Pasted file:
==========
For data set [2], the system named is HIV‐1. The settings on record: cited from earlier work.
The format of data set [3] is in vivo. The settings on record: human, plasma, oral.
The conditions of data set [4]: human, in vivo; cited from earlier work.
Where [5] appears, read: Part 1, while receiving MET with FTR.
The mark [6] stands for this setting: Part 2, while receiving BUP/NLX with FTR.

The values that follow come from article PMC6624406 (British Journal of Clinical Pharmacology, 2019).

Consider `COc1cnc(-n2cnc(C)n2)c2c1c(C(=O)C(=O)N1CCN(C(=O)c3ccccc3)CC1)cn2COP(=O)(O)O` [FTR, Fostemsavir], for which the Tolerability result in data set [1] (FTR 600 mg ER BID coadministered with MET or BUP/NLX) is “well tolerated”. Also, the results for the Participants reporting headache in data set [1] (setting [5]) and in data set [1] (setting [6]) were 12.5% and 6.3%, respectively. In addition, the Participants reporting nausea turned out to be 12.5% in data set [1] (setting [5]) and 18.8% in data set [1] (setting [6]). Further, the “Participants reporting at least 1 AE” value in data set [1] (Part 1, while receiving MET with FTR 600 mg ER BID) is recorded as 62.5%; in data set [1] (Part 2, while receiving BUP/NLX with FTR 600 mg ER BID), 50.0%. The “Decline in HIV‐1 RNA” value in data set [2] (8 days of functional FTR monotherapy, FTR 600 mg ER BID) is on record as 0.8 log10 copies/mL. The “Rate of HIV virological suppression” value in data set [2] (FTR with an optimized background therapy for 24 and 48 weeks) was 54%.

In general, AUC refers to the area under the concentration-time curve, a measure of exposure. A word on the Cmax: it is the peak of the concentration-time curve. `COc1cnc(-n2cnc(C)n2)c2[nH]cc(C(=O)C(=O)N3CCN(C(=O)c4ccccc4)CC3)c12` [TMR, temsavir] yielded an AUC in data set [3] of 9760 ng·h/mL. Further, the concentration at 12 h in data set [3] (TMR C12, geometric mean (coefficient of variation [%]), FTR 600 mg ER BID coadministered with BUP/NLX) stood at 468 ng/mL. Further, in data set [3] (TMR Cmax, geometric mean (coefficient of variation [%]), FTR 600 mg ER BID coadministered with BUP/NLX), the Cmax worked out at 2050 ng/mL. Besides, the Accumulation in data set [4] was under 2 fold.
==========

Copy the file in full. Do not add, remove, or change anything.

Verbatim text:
For data set [2], the system named is HIV‐1. The settings on record: cited from earlier work.
The format of data set [3] is in vivo. The settings on record: human, plasma, oral.
The conditions of data set [4]: human, in vivo; cited from earlier work.
Where [5] appears, read: Part 1, while receiving MET with FTR.
The mark [6] stands for this setting: Part 2, while receiving BUP/NLX with FTR.

The values that follow come from article PMC6624406 (British Journal of Clinical Pharmacology, 2019).

Consider `COc1cnc(-n2cnc(C)n2)c2c1c(C(=O)C(=O)N1CCN(C(=O)c3ccccc3)CC1)cn2COP(=O)(O)O` [FTR, Fostemsavir], for which the Tolerability result in data set [1] (FTR 600 mg ER BID coadministered with MET or BUP/NLX) is “well tolerated”. Also, the results for the Participants reporting headache in data set [1] (setting [5]) and in data set [1] (setting [6]) were 12.5% and 6.3%, respectively. In addition, the Participants reporting nausea turned out to be 12.5% in data set [1] (setting [5]) and 18.8% in data set [1] (setting [6]). Further, the “Participants reporting at least 1 AE” value in data set [1] (Part 1, while receiving MET with FTR 600 mg ER BID) is recorded as 62.5%; in data set [1] (Part 2, while receiving BUP/NLX with FTR 600 mg ER BID), 50.0%. The “Decline in HIV‐1 RNA” value in data set [2] (8 days of functional FTR monotherapy, FTR 600 mg ER BID) is on record as 0.8 log10 copies/mL. The “Rate of HIV virological suppression” value in data set [2] (FTR with an optimized background therapy for 24 and 48 weeks) was 54%.

In general, AUC refers to the area under the concentration-time curve, a measure of exposure. A word on the Cmax: it is the peak of the concentration-time curve. `COc1cnc(-n2cnc(C)n2)c2[nH]cc(C(=O)C(=O)N3CCN(C(=O)c4ccccc4)CC3)c12` [TMR, temsavir] yielded an AUC in data set [3] of 9760 ng·h/mL. Further, the concentration at 12 h in data set [3] (TMR C12, geometric mean (coefficient of variation [%]), FTR 600 mg ER BID coadministered with BUP/NLX) stood at 468 ng/mL. Further, in data set [3] (TMR Cmax, geometric mean (coefficient of variation [%]), FTR 600 mg ER BID coadministered with BUP/NLX), the Cmax worked out at 2050 ng/mL. Besides, the Accumulation in data set [4] was under 2 fold.